ECB officials stated in their latest Financial Stability Review that this behavior of “exuberance” for nearly two years might make the equities arena “susceptible to corrections” as investors search for yield amid rising inflation and declining real interest rates.

“Concerns particularly relate to pockets of exuberance in credit, asset, and housing markets as well as higher debt levels in the corporate and public sectors,” the review reads. “A correction in markets could be triggered by a weaker than expected economic recovery, spillovers from adverse developments in emerging market economies, a re-intensification of stress in the non-financial corporate sector or abrupt adjustments in market expectations regarding the prospective path of monetary policy normalization.”

Other strategists suggest that tapering could be good for stocks, citing the S&P 500’s history. Data compiled by CFRA Research show that, despite initial pullbacks in the May 2013 taper tantrum, stocks proceed to rally.

“After a very minor pullback known as the ‘taper tantrum’ stocks took off,” said Sam Stovall, chief investment strategist at CFRA Research. “Above average market returns across all styles, sectors, and up to 80 percent of all sub-industries.”

Although the S&P 500 slumped by nearly 6 percent in a month, Stovall said there’s a false perception of “a near-bear market.”

“It ended up being barely a pullback,” he said.

Market observers note that Fed Chair Jerome Powell might be studying lessons from history to determine the correct course of action and to avoid past mistakes. Powell, who’s nearing the end of his first term as head of the central bank, has stressed a more “patient” approach to normalizing, and, according to some economists, he has conveyed a message of disassociating interest rates and asset purchases.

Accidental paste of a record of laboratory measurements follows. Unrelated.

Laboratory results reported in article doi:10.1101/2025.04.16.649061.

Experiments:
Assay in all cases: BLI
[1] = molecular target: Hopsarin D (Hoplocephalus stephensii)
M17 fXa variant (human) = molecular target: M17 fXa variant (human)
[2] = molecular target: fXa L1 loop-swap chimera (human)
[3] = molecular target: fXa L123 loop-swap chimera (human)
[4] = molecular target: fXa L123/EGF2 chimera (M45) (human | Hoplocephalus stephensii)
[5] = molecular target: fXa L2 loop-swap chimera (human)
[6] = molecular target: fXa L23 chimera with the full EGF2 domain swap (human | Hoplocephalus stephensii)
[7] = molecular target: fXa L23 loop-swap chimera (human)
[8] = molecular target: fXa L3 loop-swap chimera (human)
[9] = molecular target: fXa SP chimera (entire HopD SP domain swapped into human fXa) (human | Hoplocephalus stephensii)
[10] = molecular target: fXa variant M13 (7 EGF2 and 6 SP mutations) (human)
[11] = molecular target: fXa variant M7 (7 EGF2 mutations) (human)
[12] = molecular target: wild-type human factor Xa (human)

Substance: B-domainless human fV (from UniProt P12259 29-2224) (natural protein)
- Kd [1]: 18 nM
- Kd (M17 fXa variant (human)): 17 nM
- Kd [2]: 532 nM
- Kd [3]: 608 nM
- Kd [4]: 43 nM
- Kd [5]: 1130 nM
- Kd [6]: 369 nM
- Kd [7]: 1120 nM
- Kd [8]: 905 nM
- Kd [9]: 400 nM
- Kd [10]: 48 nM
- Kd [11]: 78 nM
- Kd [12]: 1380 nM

“I think we’re learning that we have to be humble about what we know about this economy, which is still very COVID-affected,” Powell told reporters earlier this month after the Federal Open Market Committee policy meeting.

With interest rates and inflation becoming the focus for central banks and traders, wealthy investors have turned bearish on the market. A recent survey from Morgan Stanley’s E-Trade has shown that a growing number of affluent investors with $1 million or more in their portfolios think that the market will drop this quarter. Whether this attitude stays the same in 2022 remains to be seen.

Andrew Moran
Andrew Moran covers business, economics, and finance. He has been a writer and reporter for more than a decade in Toronto, with bylines on Liberty Nation, Digital Journal, and Career Addict. He is also the author of "The War on Cash."